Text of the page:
If you are writing an example for a health-related question you could include statistics from a health organisation like The WHO (World Health Organisation), the NHS in the UK or a private organisation like BUPA. Think of places from your own country that you could write about. 


For instance, the NHS in the UK regularly hold talks in schools for both parents and students to educate communities on how to have a balanced diet. They also promote proper exercise, involvement in sports, and having an active lifestyle. As a result of this program, in some areas, they saw a decrease in the number of overweight health issues.

5. Data from a Tech Company

If you are writing an example for a technology or communication-related question you could include statistics from a tech company.


For example, in 2015 Google allowed senior engineers to work remotely, using flexible hours for those who travel a lot or have the need to work with little interruptions. This increased productivity to over 70% as the senior members could work seamlessly without any delays.

6. A Documentary

Another way of writing a relevant example is to make up some information from a documentary you have seen. 


For example, a documentary by Channel 4 in 2016 showed that the most obese populations were situated in underdeveloped nations, like Venezuela, where people admitted to finding it difficult to eat a balanced and healthy diet and had no nutritional education.

7. Your Own Experience

You can also include examples that display your own experiences in relation to the question. You should avoid using personal pronouns in the essay, but in this example, where you are writing about your own experience it is acceptable.  


For instance, In my experience, I know that in Romania, it is common practice for graduates from state-funded university courses to work in areas where their services are needed for a minimum of two years before they are able to apply to work abroad.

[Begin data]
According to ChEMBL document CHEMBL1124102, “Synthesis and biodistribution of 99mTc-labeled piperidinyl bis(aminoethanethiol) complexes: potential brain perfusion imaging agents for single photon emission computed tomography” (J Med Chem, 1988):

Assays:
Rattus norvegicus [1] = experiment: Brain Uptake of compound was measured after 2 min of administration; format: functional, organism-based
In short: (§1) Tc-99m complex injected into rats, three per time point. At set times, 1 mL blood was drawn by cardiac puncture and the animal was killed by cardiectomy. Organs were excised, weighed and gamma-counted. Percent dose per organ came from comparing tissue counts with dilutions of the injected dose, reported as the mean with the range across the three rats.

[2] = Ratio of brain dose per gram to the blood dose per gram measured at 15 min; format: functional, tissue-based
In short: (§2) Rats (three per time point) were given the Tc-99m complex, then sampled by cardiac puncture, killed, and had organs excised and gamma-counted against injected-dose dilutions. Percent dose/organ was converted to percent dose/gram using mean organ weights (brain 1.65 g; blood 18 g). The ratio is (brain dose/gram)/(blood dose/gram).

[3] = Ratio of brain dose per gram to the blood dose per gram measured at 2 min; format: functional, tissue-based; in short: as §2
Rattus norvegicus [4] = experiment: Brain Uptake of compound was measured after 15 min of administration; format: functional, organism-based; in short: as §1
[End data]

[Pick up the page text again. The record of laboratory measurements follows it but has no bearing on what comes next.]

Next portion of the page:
Make Your Examples Specific

You need to make sure that your examples are specific as this gives your point more authenticity. If your point is too general, then you will not be supporting your main idea enough for a high band score. 

Look at these examples below >

Bad Example

For example, many students have a gap year before starting their chosen course. 

Good Example

For example, Cambridge University in the UK surveyed over 500 students in 2017 and reported that over 65% had completed a gap year before starting their chosen course. 


You can see in the bad example that the example is not developed enough and gives general information to the reader. It tells you that many students have a gap year before starting University, but that is all of the information given.

The good example gives you specific data related to the main idea. There is a time (2017) how many students were asked (500) and the percentage of how many had a gap year (65%). This example gives more authenticity to the answer and provides an academic example. This is the type of answer that will fully support your main idea in the paragraph, which will score higher in the marking criteria. 

You can make your example specific by adding the following >

  • Introduce the example with a cohesive device – For exampl/For instance
  • Give dates (the year the survey was given etc)
  • Names (of Universities, Documentaries, organisations, etc)
  • Include a percentage (if you are giving the results of a survey)

We hope you found this post useful in helping you to study for the IELTS Test. If you have any questions please let us know in the comments below or on the Facebook page.

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If you need help preparing for the IELTS Test, join the IELTS Achieve Academy and see how we can assist you to achieve your desired band score. We offer an essay correction service, mock exams and online courses.